Although some elementary school students complained about more nutritious school lunches when they were first introduced in 2012, they like them now, according to a peer-reviewed study in Childhood Obesity released Monday.
More than 500 public schools participated in the study with most coming from the southern region of the United States and rural areas.
Researchers at the University of Illinois at Chicago surveyed administrators about the students’ reactions to new meals with standards s presented in the 2012-2013 school year. The new standards required that half of grains offered must be whole-grains, both a fruit and vegetable must be offered daily, milk must be nonfat or low-fat, and no trans-fats. The rules were created to address childhood obesity and were given a public relations push by First Lady Michelle Obama.
The study found that 70 percent of schools reported that students seem to like their new lunches. Fifty-six percent said that students complained at first, while 64 percent of schools agree that few students continue to complain about the lunches. Sixty-three percent of students are no longer concerned about the new changes, according to the research.
“This significant study reinforces what we have known all along: America’s school lunch program works,” said American Heart Association CEO Nancy Brown. “We hope this sends a strong message to Congress that schools should not be allowed to withdraw from or delay any federal nutrition standards. By doing so, we may forfeit the fight against childhood obesity, and jeopardize our kids’ health.”
Excerpt from the American Heart Association’s blog.heart.org. Read the full post here.
Have you ever tried Kale chips? Third graders at Garfield Elementary in Long Beach, CA used produce from their teaching garden to make this crunchy healthy snack. Classes harvested the kale, washed leaves, shredded , mixed in seasoning, and prepared them for the cafeteria oven. 120 students participated and enjoyed tasting kale!
How to Make Kale Chips:
- Wash and dry leaves with a towel
- Tear into bite-sized pieces
- Drizzle with a little oil and black pepper.
- Bake at 350° for 10-15 minutes until crispy.
Read more about the health benefits of kale.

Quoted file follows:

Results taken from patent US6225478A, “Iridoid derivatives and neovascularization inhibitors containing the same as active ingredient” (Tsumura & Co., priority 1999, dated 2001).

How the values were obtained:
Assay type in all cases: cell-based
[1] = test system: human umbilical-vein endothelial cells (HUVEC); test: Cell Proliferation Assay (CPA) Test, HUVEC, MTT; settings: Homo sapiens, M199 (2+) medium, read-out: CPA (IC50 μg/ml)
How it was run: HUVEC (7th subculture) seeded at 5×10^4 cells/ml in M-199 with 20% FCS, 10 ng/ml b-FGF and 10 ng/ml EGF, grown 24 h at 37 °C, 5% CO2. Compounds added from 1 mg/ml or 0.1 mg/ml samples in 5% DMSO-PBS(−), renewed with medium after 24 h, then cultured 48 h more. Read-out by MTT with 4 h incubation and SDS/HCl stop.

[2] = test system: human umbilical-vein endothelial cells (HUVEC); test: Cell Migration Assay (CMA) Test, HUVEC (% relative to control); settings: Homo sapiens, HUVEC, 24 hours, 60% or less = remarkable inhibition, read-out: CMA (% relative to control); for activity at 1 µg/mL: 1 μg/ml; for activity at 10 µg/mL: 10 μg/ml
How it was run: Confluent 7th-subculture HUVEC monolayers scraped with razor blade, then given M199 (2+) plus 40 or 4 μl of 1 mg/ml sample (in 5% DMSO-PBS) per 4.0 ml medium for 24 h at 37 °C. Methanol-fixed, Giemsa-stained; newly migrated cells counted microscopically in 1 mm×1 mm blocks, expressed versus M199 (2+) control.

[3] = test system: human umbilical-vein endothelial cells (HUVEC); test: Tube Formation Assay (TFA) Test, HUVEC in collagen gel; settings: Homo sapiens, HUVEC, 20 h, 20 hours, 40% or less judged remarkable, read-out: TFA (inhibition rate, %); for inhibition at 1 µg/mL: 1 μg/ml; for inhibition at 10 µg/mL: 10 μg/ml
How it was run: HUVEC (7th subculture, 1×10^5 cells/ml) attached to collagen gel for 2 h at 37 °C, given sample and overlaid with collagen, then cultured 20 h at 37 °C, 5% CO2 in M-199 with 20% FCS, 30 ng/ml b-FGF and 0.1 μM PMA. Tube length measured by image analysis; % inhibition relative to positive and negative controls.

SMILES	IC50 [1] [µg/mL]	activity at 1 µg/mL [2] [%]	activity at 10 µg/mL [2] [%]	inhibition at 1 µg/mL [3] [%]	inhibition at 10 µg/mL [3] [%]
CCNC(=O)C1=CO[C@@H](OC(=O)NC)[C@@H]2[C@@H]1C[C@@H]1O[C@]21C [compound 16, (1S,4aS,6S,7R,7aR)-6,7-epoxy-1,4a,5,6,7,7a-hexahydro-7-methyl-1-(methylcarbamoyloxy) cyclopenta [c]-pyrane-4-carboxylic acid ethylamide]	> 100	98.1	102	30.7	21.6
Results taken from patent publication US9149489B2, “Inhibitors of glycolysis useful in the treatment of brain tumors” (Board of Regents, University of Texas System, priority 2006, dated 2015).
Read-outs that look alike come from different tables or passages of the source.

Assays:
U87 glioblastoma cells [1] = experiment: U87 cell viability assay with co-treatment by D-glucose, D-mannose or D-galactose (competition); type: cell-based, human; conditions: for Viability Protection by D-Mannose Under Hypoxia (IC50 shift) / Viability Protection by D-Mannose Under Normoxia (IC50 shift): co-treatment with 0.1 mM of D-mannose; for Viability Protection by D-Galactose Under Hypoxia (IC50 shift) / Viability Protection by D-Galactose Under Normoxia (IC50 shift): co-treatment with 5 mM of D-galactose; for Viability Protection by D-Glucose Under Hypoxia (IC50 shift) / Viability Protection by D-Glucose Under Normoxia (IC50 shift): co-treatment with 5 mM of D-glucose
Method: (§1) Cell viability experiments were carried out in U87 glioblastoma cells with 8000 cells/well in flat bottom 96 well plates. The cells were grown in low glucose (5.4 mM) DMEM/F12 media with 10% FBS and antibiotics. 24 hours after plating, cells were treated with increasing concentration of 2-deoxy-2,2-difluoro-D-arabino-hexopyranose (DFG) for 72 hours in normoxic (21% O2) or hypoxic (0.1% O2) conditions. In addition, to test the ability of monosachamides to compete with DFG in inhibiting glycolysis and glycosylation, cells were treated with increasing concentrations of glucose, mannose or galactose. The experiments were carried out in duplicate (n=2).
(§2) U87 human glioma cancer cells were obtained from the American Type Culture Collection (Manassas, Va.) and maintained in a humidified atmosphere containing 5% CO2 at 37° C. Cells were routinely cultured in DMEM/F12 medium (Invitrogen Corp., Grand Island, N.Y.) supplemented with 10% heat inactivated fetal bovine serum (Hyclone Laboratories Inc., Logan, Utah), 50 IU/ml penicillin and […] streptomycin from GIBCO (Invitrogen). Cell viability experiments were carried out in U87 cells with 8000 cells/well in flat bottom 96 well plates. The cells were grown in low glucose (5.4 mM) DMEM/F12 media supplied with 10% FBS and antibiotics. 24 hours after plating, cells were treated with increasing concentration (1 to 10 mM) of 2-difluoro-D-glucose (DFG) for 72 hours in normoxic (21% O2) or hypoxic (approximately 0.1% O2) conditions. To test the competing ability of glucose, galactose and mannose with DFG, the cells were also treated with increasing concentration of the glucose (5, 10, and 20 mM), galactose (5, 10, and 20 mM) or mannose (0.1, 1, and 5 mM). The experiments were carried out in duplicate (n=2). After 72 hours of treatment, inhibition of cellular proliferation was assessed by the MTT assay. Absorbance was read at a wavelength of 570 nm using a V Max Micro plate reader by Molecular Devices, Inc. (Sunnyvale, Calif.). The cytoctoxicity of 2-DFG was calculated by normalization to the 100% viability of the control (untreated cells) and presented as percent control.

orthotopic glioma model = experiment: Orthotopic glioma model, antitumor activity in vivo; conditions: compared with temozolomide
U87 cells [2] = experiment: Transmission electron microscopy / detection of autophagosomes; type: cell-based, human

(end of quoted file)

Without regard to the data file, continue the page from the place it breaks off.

Happy Meatless Monday! In honor of National Hispanic Heritage Month, this week’s meatless recipe comes with a special Mexican flair! Chef LaLa has teamed up with the American Heart Association to show us how to make some of Latin America’s favorite dishes even healthier. Today she’s showing us how to make Jicama Salad. Its low in calories, packed nutrients and flavor, and a delicious meatless dish.
Vamos! Watch the video below and lets get cooking.
Are you celebrating National Hispanic Heritage Month in the garden? Tell us how!
Happy Fall Teaching Gardeners! Its harvest time, and we know your kiddos are chomping at the bit to try those garden goodies. Make sure you’re ready to enjoy the fruits of your labor with these quick tips.
We want to see your gardeners in action! Remember to invite your local AHA staff to your Harvest day. We’re ready to help you celebrate your success!
- Brush up on your cooking skills
Your students are dying to try those fresh fruits and veggies. Make sure you know how to prepare them. Check out Simple Cooking with Heart to find healthy prep methods and ways for your students to lend a hand in the kitchen.
Be sure to use the flip camera provided with your Teaching Garden to take pictures and video of your students in action. BONUS POINTS: Upload your best harvest photos to Instagram and use #TGHarvest during the month of October for a chance to be featured on our sites! Click here for contest details.
Keep your students engaged with the garden in the classroom with the Teaching Gardens Journal. Write about the changing seasons, which veggies they enjoyed the most, or what they would do different next season!
If you harvest more than you can eat, consider donating your surplus crop to a local food back. Its a great way to reach out to your community and show students the value of giving back. Not sure where to donate? Use this tool to find food banks in your area.